CHATHAM ─ Nearly 40 years ago a quartet of running enthusiasts, fresh from their participation in the renowned Falmouth Road Race, decided that another Cape venue needed a similar event, and the Chatham Harbor Run was born.
But in 2014, construction began on the aging Mitchell River Bridge, and the beloved Chatham run went on hiatus. At noon on June 26 the race returns and runners will once again be able to traverse its scenic course, including a jaunt across the nearly completed bridge.
John Whelan was one of the four friends who created the race, along with Dr. Rick Weiler, Frank Tobin, and former WCVB-TV anchor Jack Hynes.
“We started the race because we thought Chatham should have a race,” said Whelan, who ran it many times before going to work on the sidelines.
Whelan said at the time, the 10K started at what was then Chatham High School, following a visually stunning route that meandered through town, along the water, across the bridge, and ultimately back to the high school. Whelan and race director Larry Belliveau both remember more than 800 to 900 runners taking part in the annual event in its heyday, before the numbers settled back to around the 300 to 400 participants of recent years.
“It always depends on if it rains or not,” said Belliveau. “If it's a nice day, it'll be a good turnout.”
The race itself features a 10K run and a 5K walk along what is described as “miles of winding, rolling paved roads with breathtaking scenery.” Both Whelan and Belliveau said the scenic views are what make the race so special and unique.
“The fish pier, Chatham Bars Inn, the lighthouse, Stage Harbor,” said Belliveau. “It's a very scenic course. Demanding, but scenic.”
“It's a hard run,” said Whelan. “One of the things to caution people, it's deceptive. The first half of the race is pretty much downhill.”
Then, Whelan said, once runners hit Shore Road, the course starts to go uphill.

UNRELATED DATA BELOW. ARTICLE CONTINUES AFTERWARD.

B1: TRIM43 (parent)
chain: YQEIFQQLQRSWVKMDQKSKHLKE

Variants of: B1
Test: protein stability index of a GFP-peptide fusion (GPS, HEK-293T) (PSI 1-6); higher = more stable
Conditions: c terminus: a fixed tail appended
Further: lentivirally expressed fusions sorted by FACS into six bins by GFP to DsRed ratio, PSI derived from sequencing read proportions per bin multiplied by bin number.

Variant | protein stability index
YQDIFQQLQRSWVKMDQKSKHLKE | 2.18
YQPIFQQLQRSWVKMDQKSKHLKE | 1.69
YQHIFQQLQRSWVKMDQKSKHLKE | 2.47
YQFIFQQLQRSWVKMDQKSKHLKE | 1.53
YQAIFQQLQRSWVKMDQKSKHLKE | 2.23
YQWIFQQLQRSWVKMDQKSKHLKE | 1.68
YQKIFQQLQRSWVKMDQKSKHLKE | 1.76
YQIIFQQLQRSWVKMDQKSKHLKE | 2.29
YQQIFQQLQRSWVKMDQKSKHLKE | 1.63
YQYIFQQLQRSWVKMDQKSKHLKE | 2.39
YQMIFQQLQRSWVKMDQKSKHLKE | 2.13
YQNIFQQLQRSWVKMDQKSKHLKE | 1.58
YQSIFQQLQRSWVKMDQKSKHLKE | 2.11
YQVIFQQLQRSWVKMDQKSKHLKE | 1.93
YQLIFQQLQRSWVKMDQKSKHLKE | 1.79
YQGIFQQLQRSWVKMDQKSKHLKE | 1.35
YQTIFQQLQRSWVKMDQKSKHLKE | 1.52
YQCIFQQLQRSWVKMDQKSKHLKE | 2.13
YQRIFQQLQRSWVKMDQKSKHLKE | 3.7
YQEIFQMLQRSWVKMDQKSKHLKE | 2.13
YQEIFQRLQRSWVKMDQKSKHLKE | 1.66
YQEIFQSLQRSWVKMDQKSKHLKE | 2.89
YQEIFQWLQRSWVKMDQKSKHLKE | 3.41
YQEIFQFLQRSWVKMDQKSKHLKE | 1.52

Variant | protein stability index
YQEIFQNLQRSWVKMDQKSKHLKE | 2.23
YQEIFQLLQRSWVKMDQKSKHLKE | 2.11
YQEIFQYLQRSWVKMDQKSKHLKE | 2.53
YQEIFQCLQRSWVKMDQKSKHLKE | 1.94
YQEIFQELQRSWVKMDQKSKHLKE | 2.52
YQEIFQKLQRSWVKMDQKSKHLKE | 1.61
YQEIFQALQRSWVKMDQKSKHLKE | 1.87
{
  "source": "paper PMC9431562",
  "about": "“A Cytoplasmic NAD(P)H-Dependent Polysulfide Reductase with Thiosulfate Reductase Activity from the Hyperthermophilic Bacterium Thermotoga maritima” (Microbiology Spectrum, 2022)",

“The close is much harder than the start,” said Whelan. “You can be fooled.”
He agreed that, fortunately, the scenery makes it a very pleasant experience.
“You go down by Oyster Pond, then Battlefield, and when you're coming down the hill seeing the harbor, it's just wonderful. It is quite similar to the Falmouth Road Race, which has great scenery also.”
Though the town of Chatham has evolved through the years, the race has remained largely unchanged, with The Chatham Squire its longtime sponsor, joined in later years by The Cape Cod Chronicle and sealaw.org. Administering the race is the Cape Cod Athletic Club, to whom Whelan gives kudos.
“They're doing a very fine job,” he said, adding that the Squire has been the commercial sponsor for the entire history of the race.
Categories include runners age 12 and under, ages 13-19, 20-29, 30-39, 40-49, 50-59, 60-69, 70-79, and 80 and over, with trophies awarded to the first overall male and female finishers, the first Chatham residents, and the first finishers in each age group, as well as similar trophies for the 5K.
“People have been calling and asking when it would be back,” said Whelan, who said the race committee has been assured that the bridge will be down to allow runners to cross it during the races, even if it is not open to vehicle traffic.
“It'll be good to have the bridge open and the race running,” said Belliveau.
“I'm so happy about the gorgeous new bridge at Muddy Creek,” said Whelan. “It's so wonderful to have this new bridge too. I think [the race is] always fun. The crowd is usually pretty good, and we encourage people to run.”
Runners may register in advance by visiting capecodathleticclublorg, or by picking up a registration form at The Chatham Squire. Day-of registration begins at 10 a.m. at Monomoy Middle School at 425 Crowell Rd. Entry fee is $20, and races begin at noon on June 26.